Date Of Visit: August 26, 2017
Location: 143 Pleasant Street, Portsmouth, N.H.
Hours: (summer hours listed)
Friday – Sunday
June 1 – October 15
11:00 a.m. – 5:00 p.m.
Tours on the hour.
Last tour at 4:00 p.m.
Closed July 4 (as well as other major holidays)
Cost: $8 for adults, $7 for seniors, $4 for students
Free for Historic New England members and Portsmouth residents.
Parking: There is free parking in the lot on Pleasant St next to Citizens Bank and metered or 2 hour parking throughout the city
Website: Governor John Langdon House
- tours start on the hour from 10:00 a.m. until 4:00 p.m.
One of the oldest homes in the Portsmouth, New Hampshire area, the Governor John Langdon House remains one of the most popular homes to visit in the historic homes in the Portsmouth area.
Built in 1784 by the three time governor (at the time called “President”) of New Hampshire as well as General in the American revolution and signer of the United States Constitution, John Langdon, the Langdon House has 4 rooms on both of its floors. Many of the elaborate interior designs are attributed to prominent woodworker Ebenezer Clifford.
It was very interesting hearing about how little subtle things that we may not notice meant a lot to the dwellers of the house. Such as the ornate architecture which signalled someone’s wealth and station in life.
Another indication of wealth in terms of decor and design of a house at that time is doors. Yes, doors. The more doors you had in your home was considered a sign of wealth. The funny thing is that in the photo below one of the “doors” (the one on the left) is actually a false door. It gave the impression that the house is of
Although his father did own slaves and servants were afforded meager living quarters, Governor John Langdon did not own slaves (according to historian and site manager of the Langdon House) Peter Michaud. Langdon also reportedly opposed slavery and even went so far as to send letters to politicians in Washington expressing these sentiments. But, working and living in the Langdon House was not an easy life. The servants quarters were located in the third floor above the living and sleeping quarters on the second floor. The tour does not show these rooms. But,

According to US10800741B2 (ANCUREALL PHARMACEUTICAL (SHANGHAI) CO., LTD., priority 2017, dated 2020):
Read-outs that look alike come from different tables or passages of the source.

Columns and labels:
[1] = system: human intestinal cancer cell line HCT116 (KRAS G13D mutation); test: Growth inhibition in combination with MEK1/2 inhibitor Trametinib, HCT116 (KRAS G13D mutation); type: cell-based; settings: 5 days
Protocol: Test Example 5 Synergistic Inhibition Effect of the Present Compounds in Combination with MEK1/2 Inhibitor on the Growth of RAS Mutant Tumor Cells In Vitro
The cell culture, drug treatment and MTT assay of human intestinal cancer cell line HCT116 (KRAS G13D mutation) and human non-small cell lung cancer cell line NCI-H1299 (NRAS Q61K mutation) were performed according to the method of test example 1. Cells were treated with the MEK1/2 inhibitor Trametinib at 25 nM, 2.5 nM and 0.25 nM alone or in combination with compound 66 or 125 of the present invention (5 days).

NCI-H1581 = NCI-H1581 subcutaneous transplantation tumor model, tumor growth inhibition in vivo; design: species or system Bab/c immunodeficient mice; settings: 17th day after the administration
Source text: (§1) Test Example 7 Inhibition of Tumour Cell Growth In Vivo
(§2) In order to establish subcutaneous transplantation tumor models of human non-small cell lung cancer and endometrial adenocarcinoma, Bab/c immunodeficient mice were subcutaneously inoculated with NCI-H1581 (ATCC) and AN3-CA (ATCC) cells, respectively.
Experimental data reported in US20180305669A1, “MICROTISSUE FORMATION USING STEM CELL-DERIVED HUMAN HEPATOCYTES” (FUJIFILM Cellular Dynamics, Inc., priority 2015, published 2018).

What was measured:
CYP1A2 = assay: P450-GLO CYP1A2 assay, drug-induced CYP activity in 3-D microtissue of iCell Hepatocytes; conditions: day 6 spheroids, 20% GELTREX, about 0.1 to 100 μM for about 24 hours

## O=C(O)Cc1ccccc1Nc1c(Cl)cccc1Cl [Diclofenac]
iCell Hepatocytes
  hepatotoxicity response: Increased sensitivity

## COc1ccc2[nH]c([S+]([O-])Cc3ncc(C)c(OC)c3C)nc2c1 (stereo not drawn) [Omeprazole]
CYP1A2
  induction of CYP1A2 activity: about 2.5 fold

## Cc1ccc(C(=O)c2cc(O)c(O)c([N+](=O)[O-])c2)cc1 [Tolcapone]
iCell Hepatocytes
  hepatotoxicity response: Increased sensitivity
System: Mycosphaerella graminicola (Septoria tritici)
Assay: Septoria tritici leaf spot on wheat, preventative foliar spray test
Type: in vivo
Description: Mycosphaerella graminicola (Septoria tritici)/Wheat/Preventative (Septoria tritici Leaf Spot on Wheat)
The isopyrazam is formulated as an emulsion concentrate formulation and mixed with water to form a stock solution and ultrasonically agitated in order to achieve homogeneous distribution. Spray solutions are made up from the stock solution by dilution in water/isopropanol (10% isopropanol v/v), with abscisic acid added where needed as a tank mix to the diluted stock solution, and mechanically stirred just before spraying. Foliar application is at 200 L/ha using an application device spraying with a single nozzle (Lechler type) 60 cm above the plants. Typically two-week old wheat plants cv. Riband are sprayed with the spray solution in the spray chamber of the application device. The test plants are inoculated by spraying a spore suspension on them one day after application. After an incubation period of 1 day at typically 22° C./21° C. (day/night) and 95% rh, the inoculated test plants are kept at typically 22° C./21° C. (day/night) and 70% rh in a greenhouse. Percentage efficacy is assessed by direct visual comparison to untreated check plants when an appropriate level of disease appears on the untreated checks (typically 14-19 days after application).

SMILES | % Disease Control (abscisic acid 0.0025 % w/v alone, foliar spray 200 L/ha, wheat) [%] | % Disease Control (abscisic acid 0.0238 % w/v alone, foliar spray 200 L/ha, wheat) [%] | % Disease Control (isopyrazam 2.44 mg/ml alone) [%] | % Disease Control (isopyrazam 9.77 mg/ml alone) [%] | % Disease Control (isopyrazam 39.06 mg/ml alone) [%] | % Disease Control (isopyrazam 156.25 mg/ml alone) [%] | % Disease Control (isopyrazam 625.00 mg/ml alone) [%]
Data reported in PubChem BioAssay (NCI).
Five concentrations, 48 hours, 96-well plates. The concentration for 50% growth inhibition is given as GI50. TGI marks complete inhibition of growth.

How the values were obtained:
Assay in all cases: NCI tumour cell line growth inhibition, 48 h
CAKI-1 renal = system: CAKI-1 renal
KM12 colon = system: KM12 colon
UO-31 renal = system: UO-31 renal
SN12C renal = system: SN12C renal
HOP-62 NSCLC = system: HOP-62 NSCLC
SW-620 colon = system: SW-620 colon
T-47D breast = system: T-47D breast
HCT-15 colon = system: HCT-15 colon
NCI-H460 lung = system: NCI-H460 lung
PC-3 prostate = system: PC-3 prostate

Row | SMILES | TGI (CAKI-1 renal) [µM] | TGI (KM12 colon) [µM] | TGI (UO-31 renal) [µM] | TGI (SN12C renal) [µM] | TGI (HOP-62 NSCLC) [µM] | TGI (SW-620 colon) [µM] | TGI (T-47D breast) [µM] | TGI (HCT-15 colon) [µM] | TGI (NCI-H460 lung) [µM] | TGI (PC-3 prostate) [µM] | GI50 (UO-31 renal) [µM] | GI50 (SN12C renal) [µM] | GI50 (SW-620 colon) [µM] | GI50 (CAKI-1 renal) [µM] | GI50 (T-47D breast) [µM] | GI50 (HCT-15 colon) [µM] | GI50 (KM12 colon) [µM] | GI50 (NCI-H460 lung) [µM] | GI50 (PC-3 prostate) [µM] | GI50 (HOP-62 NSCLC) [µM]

If you look closely you will see how the house follows the rules of symmetry (another hallmark of a house owned by a person of wealth). If there is one window in one room, then the room across the hall would have the same. If there were two windows, the room adjacent or across from it would have two, etc. And some of the windows are ver ornate. If toy look through the window, you may notice there was a wedding during our visit. Periodically, during out tour of the house we would hear applause from outside of the house.
It’s hard to believe but on both sides of the house there was a clear view of the city and water. Trees and buildings as well as other developments know obscure these views.
The rooms of the Langdon House show, what was considered at the time, luxury and opulence.
It was also interesting to view and learn about the various items in the rooms such as this humidor and a liquor serving device.
No details were spared in the construction of the house. For one, unlike many houses at the time, the steps were wide and not as steep as most houses of the time. Also, the design of the The column, spiral and baluster shaped sequence was a sign of wealth as well. In some cases, if the home owner did not have a lot of wealth, he would often have this sequence of railings pictured below until about half way through the staircase. Then, he would have only the cheaper column railings until the end of the staircase. This is not the case at the Langdon House.
The kitchen area was, for its time, advanced.
The contraption shown below was used to let the servants know when a meal was ready to be served.
As you can see in the second photo, the straight line (vertical) to the right in the top section of the machine went to an up and down (horizontal) in the same part of the machine. This alerted the servants that the food was ready to be served.
Much like the house itself, the grounds of the Langdon House are also well kept.
Dogs aren’t allowed in the Langdon House (an exception may be made for service pets). But, I did see this smarty pants named Einstein, a 4 and a half year old Lab, Retriever and Chow mix, while I walked back to my car from the house.
Today’s featured New England related blog post is Eric McCallister Photography. The Portsmouth based photographer photographed a wedding at the Langdon House some years ago. You can find him on Facebook here.